"But what about Israel," Podhoretz might ask. He would point out that most of Israel's critics lie in the liberal wing of the Democratic party and that conservatives are, by and large, more sympathetic towards Israel than liberals. Republicans are better for Israel than Democrats, he would argue, so how can American Jews continue to overwhelmingly support the Democratic party? Once again, Podhoretz's conclusion rests on faulty premises because, of course, your opinion on which party is better for Israel will rest largely on your politics. If you believe that pro-Israel means pro-settlements, that there is no possibility of a political solution to the conflict, and that all criticism of the Israeli government is proof of anti-Israel tendencies (unless, of course, it is the disengagement from Gaza you are protesting), then you will likely believe that Republicans are better for Israel than Democrats. If, however, you believe that settlement expansion is not in Israel's long-term interest, that the status quo is unsustainable, and that a two-state solution is the only practical, realistic end to the conflict, then odds are you vote Democrat. This is not groundbreaking, of course. It is a simple political calculus that Podhoretz reportedly opts to ignore, much like many conservatives who cling to the arrogant and absurd belief that right wing Jews love Israel more dearly than left wing Jews.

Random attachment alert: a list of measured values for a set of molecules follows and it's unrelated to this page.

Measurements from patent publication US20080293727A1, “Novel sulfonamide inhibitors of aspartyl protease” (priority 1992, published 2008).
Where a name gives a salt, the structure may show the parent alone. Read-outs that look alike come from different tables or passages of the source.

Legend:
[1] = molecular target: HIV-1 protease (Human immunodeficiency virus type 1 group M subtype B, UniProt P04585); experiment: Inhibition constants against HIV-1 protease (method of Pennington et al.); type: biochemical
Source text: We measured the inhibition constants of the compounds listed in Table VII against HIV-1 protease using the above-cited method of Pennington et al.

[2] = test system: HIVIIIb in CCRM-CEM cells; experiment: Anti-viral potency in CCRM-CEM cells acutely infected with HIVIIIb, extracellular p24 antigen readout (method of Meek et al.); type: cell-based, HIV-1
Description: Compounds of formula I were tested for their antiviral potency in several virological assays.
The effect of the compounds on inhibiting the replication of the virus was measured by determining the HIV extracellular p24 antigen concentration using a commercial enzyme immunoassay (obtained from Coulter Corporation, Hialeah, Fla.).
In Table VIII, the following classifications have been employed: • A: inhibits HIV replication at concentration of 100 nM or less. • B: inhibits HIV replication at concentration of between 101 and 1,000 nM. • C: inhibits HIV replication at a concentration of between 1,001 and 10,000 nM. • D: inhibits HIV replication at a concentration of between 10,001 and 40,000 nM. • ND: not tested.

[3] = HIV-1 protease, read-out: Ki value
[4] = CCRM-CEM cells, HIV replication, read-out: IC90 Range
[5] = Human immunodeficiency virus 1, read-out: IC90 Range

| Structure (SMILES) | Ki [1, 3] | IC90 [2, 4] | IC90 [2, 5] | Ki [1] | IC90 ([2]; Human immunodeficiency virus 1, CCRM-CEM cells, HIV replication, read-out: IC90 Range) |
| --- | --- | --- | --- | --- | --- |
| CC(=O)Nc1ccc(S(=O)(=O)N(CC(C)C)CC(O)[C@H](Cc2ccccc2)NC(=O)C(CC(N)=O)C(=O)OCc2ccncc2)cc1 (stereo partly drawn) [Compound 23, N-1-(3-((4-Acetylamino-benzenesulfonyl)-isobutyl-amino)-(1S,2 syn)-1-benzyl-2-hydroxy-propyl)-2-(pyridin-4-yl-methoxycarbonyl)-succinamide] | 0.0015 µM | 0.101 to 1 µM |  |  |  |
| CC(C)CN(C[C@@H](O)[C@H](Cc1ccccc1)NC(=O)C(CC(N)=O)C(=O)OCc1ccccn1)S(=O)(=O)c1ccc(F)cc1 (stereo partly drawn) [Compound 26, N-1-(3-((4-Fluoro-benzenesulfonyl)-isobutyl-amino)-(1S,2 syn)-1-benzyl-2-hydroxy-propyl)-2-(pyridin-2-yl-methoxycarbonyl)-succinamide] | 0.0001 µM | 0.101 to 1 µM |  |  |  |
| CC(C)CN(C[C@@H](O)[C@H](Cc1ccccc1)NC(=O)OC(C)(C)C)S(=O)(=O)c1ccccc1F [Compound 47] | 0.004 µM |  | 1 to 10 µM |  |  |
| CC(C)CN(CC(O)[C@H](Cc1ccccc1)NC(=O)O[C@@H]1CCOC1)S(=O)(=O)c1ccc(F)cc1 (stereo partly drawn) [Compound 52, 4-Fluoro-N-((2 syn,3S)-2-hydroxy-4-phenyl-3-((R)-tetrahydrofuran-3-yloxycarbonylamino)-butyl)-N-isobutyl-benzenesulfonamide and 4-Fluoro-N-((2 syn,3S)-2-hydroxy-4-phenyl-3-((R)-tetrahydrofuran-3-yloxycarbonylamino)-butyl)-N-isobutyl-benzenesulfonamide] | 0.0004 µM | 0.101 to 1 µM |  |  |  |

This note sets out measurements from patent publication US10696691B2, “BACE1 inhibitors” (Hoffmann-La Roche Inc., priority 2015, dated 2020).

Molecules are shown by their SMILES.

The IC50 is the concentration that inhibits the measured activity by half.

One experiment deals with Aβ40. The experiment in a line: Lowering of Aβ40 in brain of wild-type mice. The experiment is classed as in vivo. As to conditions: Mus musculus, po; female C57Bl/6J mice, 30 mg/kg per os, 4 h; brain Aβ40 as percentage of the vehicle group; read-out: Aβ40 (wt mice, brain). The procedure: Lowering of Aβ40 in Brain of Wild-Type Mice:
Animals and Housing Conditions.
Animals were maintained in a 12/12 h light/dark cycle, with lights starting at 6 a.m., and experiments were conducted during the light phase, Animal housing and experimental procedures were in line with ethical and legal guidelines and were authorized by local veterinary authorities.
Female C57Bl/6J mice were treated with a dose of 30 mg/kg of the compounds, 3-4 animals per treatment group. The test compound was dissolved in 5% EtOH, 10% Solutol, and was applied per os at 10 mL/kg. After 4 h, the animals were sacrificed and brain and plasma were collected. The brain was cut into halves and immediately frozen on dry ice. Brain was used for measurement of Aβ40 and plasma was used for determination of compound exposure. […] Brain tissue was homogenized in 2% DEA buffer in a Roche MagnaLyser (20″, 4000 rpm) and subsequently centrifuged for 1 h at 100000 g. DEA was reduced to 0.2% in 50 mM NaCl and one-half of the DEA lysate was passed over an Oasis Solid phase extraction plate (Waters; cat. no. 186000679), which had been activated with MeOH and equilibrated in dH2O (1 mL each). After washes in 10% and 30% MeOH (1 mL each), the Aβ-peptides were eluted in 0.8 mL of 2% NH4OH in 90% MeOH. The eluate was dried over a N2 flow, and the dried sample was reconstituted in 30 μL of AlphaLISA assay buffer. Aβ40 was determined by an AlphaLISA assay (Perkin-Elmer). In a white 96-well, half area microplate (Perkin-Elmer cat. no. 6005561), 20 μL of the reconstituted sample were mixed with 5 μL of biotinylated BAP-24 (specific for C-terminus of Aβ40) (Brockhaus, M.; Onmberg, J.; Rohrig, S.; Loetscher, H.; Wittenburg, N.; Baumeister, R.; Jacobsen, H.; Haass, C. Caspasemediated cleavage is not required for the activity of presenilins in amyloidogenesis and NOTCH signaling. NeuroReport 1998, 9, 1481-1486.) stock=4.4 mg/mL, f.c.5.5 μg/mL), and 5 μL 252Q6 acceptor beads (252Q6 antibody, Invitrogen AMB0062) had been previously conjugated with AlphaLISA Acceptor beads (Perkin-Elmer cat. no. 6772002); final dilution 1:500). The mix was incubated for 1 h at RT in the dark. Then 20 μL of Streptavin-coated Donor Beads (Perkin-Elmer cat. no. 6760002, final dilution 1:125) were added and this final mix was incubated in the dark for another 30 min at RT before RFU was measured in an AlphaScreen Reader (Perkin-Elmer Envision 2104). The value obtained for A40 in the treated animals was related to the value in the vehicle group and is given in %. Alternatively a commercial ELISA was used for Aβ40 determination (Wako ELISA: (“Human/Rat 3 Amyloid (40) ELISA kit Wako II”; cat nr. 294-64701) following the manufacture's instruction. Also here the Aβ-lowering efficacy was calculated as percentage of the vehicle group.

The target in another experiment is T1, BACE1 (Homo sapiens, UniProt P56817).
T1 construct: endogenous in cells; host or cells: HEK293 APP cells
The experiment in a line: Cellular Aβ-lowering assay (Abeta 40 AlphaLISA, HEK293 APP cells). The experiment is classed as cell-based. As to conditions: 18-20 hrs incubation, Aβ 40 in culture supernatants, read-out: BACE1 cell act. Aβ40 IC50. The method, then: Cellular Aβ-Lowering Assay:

In the end, however, this issue is not just about aligning political affiliations with interests on a particular issue, a point Wieseltier so eloquently captures. "In living rich but voting poor, the Jews of America have failed to demonstrate class solidarity...It is not a delusion, not a treason, to vote against your own economic interest. It is a recognition of the multiplicity of interests, the many purposes, that make up a citizen’s life." No one issue, even one as important and close to home as Israel's security, should carry enough weight to shape a person's entire worldview. And while an intelligent American Jew can rationally and legitimately vote liberally or conservatively in conjunction with or as an expression of his religion, it appears that more of us think like me than like Norman Podhoretz, and overwhelmingly so.